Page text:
Nigeria is Africa’s largest producer of oil with two million barrels being pumped out every day. The discovery of oil in the formerly rich Niger Delta has seen the country become Africa’s largest economy, but Nigerians could hardly call oil a blessing today. The industry which has expanded to offshore drilling is an environmental and economic disaster in the areas where oil is drilled and transported.
While most of the operations are done by Eni and Shell which are some of the largest oil companies in the world, for some reason, their environmental and human safety policies in Nigeria are inexistent. The Niger Delta’s population which can no longer farm nor fish in their blackened-out lands, rivers and canals makes some of the poorest people in the world. The Nigeria oil industry is by far the worst man-made disaster ever seen on the African continent.
The Industry Has Made Nigeria One of the Most Polluted Countries in the World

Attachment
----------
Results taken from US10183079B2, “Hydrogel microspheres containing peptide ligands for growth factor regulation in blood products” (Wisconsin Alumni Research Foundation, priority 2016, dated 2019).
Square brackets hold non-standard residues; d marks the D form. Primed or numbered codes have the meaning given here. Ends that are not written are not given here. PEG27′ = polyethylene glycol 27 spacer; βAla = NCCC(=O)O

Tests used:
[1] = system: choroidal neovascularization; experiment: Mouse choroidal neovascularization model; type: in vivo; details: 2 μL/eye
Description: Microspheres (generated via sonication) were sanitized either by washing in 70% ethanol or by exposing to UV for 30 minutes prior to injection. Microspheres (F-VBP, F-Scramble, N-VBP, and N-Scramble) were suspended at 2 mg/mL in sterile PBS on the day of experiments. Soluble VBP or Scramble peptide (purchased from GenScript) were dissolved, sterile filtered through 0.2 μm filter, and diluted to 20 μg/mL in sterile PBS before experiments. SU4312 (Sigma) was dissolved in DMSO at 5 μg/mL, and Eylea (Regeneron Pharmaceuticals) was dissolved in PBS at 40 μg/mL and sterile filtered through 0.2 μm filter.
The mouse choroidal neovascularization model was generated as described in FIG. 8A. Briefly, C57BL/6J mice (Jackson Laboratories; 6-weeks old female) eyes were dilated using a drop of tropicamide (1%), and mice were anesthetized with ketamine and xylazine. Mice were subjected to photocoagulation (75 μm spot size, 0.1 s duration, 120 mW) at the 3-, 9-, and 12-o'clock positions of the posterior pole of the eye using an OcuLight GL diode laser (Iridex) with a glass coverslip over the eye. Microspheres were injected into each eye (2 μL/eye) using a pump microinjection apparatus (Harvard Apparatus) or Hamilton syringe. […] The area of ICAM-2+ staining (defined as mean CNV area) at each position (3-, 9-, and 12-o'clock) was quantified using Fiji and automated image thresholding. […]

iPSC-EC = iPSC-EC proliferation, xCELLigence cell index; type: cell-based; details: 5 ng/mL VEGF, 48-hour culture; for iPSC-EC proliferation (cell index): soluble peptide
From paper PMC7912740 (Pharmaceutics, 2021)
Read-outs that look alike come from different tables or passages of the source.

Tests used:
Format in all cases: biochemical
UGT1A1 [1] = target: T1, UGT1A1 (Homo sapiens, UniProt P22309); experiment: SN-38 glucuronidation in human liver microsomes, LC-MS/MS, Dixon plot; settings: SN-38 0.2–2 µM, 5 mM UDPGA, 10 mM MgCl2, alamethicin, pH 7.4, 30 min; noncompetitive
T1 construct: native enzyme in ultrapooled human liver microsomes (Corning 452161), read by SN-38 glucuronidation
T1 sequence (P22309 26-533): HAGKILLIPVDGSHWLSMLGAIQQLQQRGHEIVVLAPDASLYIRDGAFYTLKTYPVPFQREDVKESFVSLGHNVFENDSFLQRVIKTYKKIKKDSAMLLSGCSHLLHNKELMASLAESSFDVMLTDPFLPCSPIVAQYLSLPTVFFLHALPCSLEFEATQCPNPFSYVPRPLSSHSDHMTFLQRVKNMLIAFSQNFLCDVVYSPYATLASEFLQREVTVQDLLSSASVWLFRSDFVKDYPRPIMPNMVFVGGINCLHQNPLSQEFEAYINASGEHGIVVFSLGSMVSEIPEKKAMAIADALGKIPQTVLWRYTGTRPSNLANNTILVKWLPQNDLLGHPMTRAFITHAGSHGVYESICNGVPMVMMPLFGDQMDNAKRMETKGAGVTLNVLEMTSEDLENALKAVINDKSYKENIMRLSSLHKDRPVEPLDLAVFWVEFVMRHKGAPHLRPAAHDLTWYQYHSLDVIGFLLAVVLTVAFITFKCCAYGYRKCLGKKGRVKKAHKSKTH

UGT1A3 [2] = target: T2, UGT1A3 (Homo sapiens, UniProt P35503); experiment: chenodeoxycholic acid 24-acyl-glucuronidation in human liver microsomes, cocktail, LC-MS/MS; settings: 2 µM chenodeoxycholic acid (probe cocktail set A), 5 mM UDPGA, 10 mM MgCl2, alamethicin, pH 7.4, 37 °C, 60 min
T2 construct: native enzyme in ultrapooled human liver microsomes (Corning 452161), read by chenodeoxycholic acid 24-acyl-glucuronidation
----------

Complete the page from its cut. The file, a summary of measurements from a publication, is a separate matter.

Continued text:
Many people assume that China and India are the most polluted countries in the world because of their carbon emission records but that is not the case. The pollution levels caused by oil spills in poor and middle-income oil-producing countries are way worse than what you find in India and China. Nigeria suffered more inland oil spills than any country in the region at 6,600 with an average of 100 major spills being recorded in the country every year. That leaves an average of 240,000 barrels of oil being spilt into the land, rivers and canals in Nigeria every year. When combined with the hazardous metals and gas released when the oil is drilled and waste gasses burned, it becomes a nightmare for the country.
The Industry Has Orchestrated an Environmental Disaster in Niger Delta